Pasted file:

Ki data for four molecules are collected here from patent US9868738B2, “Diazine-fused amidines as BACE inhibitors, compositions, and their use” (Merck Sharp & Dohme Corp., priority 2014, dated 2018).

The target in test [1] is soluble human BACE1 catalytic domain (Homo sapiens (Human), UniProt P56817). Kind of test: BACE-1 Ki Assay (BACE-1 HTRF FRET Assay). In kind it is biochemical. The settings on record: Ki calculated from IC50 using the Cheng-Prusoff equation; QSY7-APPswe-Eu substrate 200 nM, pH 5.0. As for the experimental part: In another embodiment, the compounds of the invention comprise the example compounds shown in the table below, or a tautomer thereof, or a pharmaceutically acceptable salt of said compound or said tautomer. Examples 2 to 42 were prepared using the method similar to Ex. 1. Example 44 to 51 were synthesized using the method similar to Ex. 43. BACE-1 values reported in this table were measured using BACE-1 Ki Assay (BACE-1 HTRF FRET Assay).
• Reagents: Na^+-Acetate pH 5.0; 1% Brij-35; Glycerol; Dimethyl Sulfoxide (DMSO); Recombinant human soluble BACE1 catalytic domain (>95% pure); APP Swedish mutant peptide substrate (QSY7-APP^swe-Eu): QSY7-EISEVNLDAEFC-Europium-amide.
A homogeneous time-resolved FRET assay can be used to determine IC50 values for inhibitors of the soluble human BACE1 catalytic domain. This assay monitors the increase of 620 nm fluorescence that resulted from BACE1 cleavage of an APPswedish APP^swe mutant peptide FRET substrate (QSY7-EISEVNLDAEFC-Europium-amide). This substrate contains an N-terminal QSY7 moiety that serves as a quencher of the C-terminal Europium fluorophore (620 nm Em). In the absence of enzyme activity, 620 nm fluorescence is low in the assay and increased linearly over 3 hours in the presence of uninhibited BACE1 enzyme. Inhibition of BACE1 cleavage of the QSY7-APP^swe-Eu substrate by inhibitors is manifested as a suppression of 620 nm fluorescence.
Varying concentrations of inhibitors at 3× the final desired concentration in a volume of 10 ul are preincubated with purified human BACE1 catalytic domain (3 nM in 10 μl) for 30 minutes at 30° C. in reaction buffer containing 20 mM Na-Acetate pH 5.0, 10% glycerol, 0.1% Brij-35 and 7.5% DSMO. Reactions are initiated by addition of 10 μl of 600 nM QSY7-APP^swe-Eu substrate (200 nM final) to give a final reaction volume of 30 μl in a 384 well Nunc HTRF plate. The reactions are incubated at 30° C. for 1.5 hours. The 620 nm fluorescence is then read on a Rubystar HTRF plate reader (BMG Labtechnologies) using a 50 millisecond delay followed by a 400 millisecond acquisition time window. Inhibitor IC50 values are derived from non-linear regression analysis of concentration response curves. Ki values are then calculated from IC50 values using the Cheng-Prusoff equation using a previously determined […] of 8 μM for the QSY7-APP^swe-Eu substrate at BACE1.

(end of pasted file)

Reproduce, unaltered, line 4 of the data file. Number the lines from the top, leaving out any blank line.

A homogeneous time-resolved FRET assay can be used to determine IC50 values for inhibitors of the soluble human BACE1 catalytic domain. This assay monitors the increase of 620 nm fluorescence that resulted from BACE1 cleavage of an APPswedish APP^swe mutant peptide FRET substrate (QSY7-EISEVNLDAEFC-Europium-amide). This substrate contains an N-terminal QSY7 moiety that serves as a quencher of the C-terminal Europium fluorophore (620 nm Em). In the absence of enzyme activity, 620 nm fluorescence is low in the assay and increased linearly over 3 hours in the presence of uninhibited BACE1 enzyme. Inhibition of BACE1 cleavage of the QSY7-APP^swe-Eu substrate by inhibitors is manifested as a suppression of 620 nm fluorescence.